The Purpose of an Economy 2

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The Bank of England

The Purpose of an Economy – 2


In the previous section we looked at a number of functions that an economy should ideally provide to be fit-for-purpose. I feel it would be useful to review the points we raised:

  1. To facilitate the trade of material resources, goods, and services between populations, both in the context of within domestic surroundings, i.e., within a country’s boundaries and also between differing countries and states.
  2. To facilitate beneficial and sustainable trade between people.
  3. To facilitate trade that is equitable between people.
  4. It should provide a stable and inflation-free environment.
  5. It should provide a framework that encourages long-term investment.
  6. The economy should not provide any mechanism that unfairly transfers wealth to any one group of society.
  7. The economy should not unreasonably burden governments and society with debt.

100 Percent Monetary Backing


In the first article we introduced the idea of 100 percent money backing for our currency. This is simply supplying what most people believe already occurs, they believe there is real money behind the loans that they take out. So for many this would not seem like a huge change. It would, however, in actuality, be a real fundamental change with numerous positive benefits that would be worth bringing to your attention.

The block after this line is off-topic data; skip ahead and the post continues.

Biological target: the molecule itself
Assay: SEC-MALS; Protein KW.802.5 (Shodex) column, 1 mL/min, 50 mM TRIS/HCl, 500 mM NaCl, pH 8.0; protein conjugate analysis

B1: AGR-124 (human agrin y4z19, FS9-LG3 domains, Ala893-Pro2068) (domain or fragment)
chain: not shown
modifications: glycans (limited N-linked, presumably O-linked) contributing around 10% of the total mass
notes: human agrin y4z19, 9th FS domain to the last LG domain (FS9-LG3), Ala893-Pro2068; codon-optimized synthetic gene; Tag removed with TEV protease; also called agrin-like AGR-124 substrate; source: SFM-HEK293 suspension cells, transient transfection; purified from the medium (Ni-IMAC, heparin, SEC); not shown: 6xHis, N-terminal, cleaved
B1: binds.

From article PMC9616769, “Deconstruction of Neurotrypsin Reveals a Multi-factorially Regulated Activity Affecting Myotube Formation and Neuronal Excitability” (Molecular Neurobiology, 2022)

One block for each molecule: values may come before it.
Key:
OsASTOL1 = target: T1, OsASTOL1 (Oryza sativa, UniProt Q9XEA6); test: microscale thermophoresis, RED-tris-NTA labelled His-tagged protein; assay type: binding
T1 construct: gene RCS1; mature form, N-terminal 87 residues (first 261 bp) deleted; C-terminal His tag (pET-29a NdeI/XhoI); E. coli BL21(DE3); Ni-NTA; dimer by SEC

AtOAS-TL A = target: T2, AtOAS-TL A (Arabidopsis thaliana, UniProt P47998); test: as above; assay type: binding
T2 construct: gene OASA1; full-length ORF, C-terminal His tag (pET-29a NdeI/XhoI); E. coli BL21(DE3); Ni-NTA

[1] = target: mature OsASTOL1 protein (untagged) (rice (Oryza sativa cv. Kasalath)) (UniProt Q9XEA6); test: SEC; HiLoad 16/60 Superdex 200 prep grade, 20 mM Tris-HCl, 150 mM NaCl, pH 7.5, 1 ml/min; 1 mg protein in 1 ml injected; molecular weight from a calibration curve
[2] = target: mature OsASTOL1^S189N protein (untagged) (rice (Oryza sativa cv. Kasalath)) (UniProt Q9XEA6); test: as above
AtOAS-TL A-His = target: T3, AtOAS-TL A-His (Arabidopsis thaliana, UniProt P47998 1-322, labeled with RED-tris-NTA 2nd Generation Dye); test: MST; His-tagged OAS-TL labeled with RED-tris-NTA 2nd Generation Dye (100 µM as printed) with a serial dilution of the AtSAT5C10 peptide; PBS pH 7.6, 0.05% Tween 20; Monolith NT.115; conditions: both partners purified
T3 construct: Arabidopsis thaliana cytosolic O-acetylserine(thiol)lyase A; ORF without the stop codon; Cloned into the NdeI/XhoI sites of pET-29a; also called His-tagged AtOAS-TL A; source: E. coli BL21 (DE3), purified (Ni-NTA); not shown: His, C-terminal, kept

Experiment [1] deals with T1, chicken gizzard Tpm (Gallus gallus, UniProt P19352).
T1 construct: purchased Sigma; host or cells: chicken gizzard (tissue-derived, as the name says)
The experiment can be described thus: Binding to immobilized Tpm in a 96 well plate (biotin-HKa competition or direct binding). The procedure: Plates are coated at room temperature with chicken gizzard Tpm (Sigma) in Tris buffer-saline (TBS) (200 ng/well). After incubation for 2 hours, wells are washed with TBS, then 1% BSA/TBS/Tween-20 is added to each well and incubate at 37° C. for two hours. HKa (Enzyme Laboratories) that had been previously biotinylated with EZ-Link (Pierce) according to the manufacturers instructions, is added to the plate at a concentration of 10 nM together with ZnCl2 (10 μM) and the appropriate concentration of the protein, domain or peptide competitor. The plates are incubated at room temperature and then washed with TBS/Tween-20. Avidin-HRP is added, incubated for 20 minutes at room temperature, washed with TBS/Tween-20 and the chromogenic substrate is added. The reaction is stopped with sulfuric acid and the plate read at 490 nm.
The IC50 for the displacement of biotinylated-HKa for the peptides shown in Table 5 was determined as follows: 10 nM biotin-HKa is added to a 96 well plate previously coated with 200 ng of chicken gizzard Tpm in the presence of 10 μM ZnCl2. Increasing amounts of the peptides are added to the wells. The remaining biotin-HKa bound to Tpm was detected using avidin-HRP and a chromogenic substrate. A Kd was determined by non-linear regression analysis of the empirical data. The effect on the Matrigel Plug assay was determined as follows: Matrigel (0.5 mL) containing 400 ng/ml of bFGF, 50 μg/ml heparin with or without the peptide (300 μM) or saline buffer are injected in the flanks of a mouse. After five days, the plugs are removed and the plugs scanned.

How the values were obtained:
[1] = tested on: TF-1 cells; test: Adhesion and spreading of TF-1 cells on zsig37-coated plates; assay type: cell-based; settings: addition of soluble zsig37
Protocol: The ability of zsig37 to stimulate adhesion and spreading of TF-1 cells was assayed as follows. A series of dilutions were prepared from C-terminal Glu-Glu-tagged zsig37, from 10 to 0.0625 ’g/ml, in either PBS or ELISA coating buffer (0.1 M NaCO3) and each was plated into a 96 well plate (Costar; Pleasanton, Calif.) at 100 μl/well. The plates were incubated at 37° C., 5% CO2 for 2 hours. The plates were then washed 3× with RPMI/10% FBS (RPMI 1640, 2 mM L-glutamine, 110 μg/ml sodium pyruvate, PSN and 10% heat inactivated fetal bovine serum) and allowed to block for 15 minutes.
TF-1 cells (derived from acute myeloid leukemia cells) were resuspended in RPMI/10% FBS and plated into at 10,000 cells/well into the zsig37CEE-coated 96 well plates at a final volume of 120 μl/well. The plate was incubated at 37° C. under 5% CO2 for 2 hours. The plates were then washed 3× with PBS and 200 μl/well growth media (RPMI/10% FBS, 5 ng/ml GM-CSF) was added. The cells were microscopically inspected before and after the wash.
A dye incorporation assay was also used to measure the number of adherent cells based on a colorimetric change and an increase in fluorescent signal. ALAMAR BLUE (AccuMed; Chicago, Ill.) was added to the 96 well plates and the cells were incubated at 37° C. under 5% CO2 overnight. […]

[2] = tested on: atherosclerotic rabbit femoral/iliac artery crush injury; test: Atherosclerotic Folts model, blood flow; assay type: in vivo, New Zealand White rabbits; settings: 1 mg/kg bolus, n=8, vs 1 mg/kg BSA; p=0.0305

To begin with, it is not simply the fact that all bank deposits for current accounts would now be 100 percent-backed by real money, this money would no longer be created by debt, it would no longer be created out of nothing by private corporate interests. This backing would not apply to the investment arm of banking, the gambling side, if you wish. This change would introduce many beneficial changes and opportunities. Returning the right to create money back to the sovereign state would bring to an end to the centuries old debt-creation system that enriched the banks and impoverished society. No longer would the government have to go cap in hand to borrow from commercial banks, allowing them to create money that society could create for itself without adding further interest charges and debt to the already out of control national debt. The banks would have to pay the country (albeit a very small charge) for the money that we supply to them for their 100 percent backing. This would create a sounder currency, there would no longer be any concern for a run on the banks, at least in the sector that is backed by 100 percent money. This would be pointless, as everybody’s money would now be 100 percent secure.